Thinking back on the first year of motherhood I often wonder… if I’d known, would it have been easier? Or less lonely? But I find myself not wanting to burst the bubbles of any of my friends. The anticipation of the first pregnancy is so special and exciting, no-one wants to be the person to take that away.
But maybe one day you’ll be going spare at a baby who is wide awake at 3am and you’ll think why did no-one warn me?! Maybe you’ll be in a maternity ward all alone after visiting hours have ended, your baby asleep in a perspex box, bruised and bloodied and stitched up and and reeling, and have a sudden lurching feeling that you jumped into this without looking too carefully. Maybe you’ll be home alone all week when the baby is sick and the rain is relentless and you’ll be desperate with boredom and loneliness. Maybe you’ll be back at work with kids in childcare constantly getting sick and you’ll wonder when will this ever let up, and you’ll feel a crushing weight of several years of your unmet needs as you start to fray further and further.
That’s when you’ll need to know that other people felt that too.
Oh hun. It can be so so hard.
Just because it’s hard, doesn’t mean you’re doing a bad job. It just is hard. You could be doing the best damn job anyone has ever done and you might still find yourself missing the life you had before kids.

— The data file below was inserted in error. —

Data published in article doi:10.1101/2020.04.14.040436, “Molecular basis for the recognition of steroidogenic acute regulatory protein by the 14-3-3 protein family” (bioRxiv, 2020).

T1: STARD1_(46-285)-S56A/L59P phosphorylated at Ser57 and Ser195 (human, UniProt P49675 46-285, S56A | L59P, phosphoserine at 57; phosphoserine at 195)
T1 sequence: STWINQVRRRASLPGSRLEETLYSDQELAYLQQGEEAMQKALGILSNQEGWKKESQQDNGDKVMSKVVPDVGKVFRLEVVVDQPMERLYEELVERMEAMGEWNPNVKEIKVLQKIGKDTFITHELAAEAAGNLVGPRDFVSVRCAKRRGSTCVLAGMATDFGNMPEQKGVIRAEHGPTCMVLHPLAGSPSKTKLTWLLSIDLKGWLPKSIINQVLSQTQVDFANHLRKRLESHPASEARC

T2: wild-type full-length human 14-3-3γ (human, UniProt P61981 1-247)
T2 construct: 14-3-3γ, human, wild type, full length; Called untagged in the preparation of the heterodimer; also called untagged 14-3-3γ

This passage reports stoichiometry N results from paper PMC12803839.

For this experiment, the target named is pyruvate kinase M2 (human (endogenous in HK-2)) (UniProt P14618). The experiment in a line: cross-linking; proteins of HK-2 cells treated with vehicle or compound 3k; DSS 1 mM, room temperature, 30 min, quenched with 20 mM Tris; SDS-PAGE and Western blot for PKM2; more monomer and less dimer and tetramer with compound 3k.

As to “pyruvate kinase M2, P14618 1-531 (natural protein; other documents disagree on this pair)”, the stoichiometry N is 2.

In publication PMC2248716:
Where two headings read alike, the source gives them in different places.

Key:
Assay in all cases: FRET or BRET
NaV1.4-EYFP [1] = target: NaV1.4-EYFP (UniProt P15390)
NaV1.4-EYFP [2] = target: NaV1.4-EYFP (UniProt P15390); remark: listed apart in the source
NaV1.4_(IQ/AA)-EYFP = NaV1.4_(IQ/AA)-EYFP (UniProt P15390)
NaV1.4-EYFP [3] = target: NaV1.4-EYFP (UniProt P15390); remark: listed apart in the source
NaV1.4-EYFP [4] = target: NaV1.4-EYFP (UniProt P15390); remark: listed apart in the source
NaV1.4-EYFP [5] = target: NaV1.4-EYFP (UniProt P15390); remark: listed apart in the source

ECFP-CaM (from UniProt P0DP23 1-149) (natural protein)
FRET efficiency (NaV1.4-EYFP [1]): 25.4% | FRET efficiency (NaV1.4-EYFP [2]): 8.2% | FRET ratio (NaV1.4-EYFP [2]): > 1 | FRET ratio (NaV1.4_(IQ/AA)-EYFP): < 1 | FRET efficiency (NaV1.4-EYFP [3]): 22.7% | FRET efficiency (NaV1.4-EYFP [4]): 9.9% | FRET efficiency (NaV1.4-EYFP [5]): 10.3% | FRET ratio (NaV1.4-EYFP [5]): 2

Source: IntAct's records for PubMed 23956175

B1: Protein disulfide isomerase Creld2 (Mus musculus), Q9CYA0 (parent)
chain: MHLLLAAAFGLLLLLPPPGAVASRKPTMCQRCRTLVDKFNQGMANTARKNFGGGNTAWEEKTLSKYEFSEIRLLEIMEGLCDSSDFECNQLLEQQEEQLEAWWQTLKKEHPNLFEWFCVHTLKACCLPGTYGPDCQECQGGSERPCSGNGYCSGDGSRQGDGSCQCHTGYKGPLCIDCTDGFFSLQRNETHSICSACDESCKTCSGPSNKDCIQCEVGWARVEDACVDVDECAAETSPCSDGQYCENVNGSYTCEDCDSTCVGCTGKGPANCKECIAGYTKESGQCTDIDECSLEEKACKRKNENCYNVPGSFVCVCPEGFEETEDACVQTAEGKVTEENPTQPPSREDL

It gets easier.
Most parenting advice is snake oil that tells you it’s hard because you’re doing it wrong. That’s not true. It’s hard because you’ve never raised a baby before, and it’s an intense time of life. Of course it’s hard. Trust in the parent you are becoming, trust in the children who you are pouring your love into.
And trust that there will come a day, when you wake up, and it will feel like your proper life.
Looking forward, it could feel far away, looking back it will feel short.
Today was the creche end of year family picnic. It was in a park we visited a lot when my older one was small. One of my first really good days was in that park. It was a sunny day, like today was, and my cheeky talkative big kid was only about eight months old. I took him down to the park to hang out. He had recently started trying to crawl, and that day I sat under a tree and watched him figure out crawling properly. He crawled away from me – twenty metres at least, and it was incredible. My baby could move. My baby could explore.
Today, he went on the epic flying fox by himself. He knows how to hold on tight with his hands and cross his feet at the ankles, he knows to wait at the end for someone to help him off.
Tonight, my younger one pointed at his cot and said “bed” when the milk started running dry, and then lay himself down as I left the room and went to sleep by himself.
This morning, both the children slept in their room past 6.30am.
Today my husband made a frittata with silverbeet from our garden and brought me dinner on the couch.
It’s been a long, hard, winter. Today really was the first day of summer.
There will come a day when you look around at your life and think, yes, this is one I can live in forever.